‘I’m twenty years old and Cosima’s seventeen—if
that’s what he wants why would he have waited so long?’

Tally responded wryly because, after a lifetime of disappointments and hurtful rejections, she was a dyed in the wool cynic when it came to either of her parents.

Binkie sighed. ‘Perhaps he has seen the error of his ways. People can mellow as they get older.’

Reluctant to parade her bitterness in front of the woman who was the closest thing she had ever had to a loving mother, Tally stared a hole in the table because Binkie was always an optimist and Tally was reluctant to make yet another negative comment. Binkie or, to be more formal, Mrs Binkiewicz, a Polish widow, had looked after Tally since she’d been a baby and had soon graduated from childcare to taking care of her employer’s household as well. Anatole Karydas was a very wealthy and powerful Greek businessman who had done his best to ignore his eldest daughter’s existence from birth. He hated Tally’s mother, Crystal, with a passion and Tally had paid the price for that hostility. Crystal had been a well-known fashion model, engaged to Anatole at the time that she’d fallen pregnant …

‘Of course I planned it!’ Crystal had admitted in a rare moment of honesty. ‘Your father and I had been engaged for over a year, but his precious family didn’t like me and I could see that he was going cold on the idea of marrying me.’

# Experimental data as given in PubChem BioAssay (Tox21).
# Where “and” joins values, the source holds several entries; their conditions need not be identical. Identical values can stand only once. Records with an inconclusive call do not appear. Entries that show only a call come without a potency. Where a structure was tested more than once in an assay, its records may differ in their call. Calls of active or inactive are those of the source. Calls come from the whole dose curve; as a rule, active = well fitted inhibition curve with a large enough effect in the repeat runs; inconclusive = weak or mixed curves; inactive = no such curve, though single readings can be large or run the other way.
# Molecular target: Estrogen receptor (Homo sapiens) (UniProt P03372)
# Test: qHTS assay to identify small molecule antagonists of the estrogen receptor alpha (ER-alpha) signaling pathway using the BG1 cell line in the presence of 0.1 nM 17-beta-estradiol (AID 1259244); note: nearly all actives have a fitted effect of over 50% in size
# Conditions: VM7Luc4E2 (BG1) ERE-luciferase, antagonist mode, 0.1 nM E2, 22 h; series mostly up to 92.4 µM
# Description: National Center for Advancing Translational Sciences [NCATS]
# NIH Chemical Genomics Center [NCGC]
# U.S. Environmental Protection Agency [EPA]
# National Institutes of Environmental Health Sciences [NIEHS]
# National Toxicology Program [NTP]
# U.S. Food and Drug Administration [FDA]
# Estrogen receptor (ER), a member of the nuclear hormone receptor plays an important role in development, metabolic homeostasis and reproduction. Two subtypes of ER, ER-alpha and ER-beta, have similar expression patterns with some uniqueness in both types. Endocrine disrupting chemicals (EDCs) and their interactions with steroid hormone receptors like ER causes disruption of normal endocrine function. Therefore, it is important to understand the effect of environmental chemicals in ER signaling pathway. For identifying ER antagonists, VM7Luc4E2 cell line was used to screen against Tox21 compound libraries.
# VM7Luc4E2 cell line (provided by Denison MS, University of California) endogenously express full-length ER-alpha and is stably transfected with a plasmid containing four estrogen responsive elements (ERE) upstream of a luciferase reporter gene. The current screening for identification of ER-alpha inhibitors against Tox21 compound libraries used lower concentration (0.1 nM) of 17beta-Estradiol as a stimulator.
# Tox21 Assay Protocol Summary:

As, in the midst of that delicate situation, Crystal had been caught cheating with another man, Tally could only feel that her father had had some excuse for his waning matrimonial enthusiasm. Indeed, her parents had such different outlooks on life that she did not see how they could ever have made each other happy. Anatole, unfortunately, had never been able to forgive
or forget the stinging humiliation of her mother’s betrayal or the embarrassing interviews she had sold to
magazines maligning him in the aftermath of their break-up. He had also questioned the paternity of the child that Crystal was carrying. Ultimately, Crystal had had to take her ex-fiancé to court to get an allowance with which to raise her daughter and although her father had eventually paid his dues Tally had reached eleven years of age before he finally agreed to meet her. By that stage, Anatole had long since married a Greek woman called Ariadne with whom he’d also had a daughter, Cosima. Tally had always been made to feel that she was on the outside looking in and surplus to paternal requirements.

In fact she could count on two hands the number of times she had met her reluctant father. Currently a student in her last year of a degree course in interior design, however, Tally was conscious that Anatole
had
paid for her education and she was grateful for that because her spendthrift mother never had a penny to spare at the end of the month.

‘You like Cosima,’ Binkie pointed out cheerfully. ‘You were really pleased when you were invited to her seventeenth birthday party last year.’

‘That was different. I was a guest,’ Tally pointed out ruefully. ‘But my father made it clear on the phone that he was asking me to accompany Cosima this weekend to keep her out of trouble. Apparently she’s been drinking and partying too much and seeing some man he disapproves of.’

‘She’s very young. Naturally your father’s con cerned.’

‘But I don’t see how I could make a difference. I doubt very much if she would listen to me. She’s much more sophisticated than I am and very headstrong.’

‘But it’s heartening that your father trusts you enough to ask you to help, and Cosima does like you …’

‘She won’t like me much if I try to interfere with her fun,’ Tally retorted wryly, but she was far from impervious to the sound good sense of Binkie’s reasoning.